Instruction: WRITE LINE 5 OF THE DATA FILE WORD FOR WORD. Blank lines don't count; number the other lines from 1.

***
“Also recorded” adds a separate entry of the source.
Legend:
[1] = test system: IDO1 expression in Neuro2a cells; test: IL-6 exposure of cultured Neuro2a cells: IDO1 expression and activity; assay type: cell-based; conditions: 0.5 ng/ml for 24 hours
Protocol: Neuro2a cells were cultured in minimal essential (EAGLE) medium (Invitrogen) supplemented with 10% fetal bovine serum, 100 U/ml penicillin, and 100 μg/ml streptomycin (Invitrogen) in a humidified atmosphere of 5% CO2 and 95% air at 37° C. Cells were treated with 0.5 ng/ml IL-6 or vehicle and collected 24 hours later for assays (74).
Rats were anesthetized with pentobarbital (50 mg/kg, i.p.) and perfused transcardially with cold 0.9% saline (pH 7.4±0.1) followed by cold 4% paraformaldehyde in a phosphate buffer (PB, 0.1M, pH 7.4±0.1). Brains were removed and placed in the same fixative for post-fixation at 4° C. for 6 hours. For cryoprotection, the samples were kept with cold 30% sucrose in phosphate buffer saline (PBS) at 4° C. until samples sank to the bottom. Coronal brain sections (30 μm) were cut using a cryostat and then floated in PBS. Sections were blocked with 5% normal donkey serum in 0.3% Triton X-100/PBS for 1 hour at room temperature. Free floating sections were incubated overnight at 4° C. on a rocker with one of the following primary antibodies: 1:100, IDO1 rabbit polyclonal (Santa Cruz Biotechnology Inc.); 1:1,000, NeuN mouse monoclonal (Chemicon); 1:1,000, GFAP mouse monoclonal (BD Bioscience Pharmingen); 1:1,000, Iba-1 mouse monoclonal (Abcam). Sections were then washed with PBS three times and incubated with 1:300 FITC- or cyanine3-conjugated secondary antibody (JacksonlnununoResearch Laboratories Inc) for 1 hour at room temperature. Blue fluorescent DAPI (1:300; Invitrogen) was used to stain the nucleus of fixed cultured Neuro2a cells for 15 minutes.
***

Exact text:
Rats were anesthetized with pentobarbital (50 mg/kg, i.p.) and perfused transcardially with cold 0.9% saline (pH 7.4±0.1) followed by cold 4% paraformaldehyde in a phosphate buffer (PB, 0.1M, pH 7.4±0.1). Brains were removed and placed in the same fixative for post-fixation at 4° C. for 6 hours. For cryoprotection, the samples were kept with cold 30% sucrose in phosphate buffer saline (PBS) at 4° C. until samples sank to the bottom. Coronal brain sections (30 μm) were cut using a cryostat and then floated in PBS. Sections were blocked with 5% normal donkey serum in 0.3% Triton X-100/PBS for 1 hour at room temperature. Free floating sections were incubated overnight at 4° C. on a rocker with one of the following primary antibodies: 1:100, IDO1 rabbit polyclonal (Santa Cruz Biotechnology Inc.); 1:1,000, NeuN mouse monoclonal (Chemicon); 1:1,000, GFAP mouse monoclonal (BD Bioscience Pharmingen); 1:1,000, Iba-1 mouse monoclonal (Abcam). Sections were then washed with PBS three times and incubated with 1:300 FITC- or cyanine3-conjugated secondary antibody (JacksonlnununoResearch Laboratories Inc) for 1 hour at room temperature. Blue fluorescent DAPI (1:300; Invitrogen) was used to stain the nucleus of fixed cultured Neuro2a cells for 15 minutes.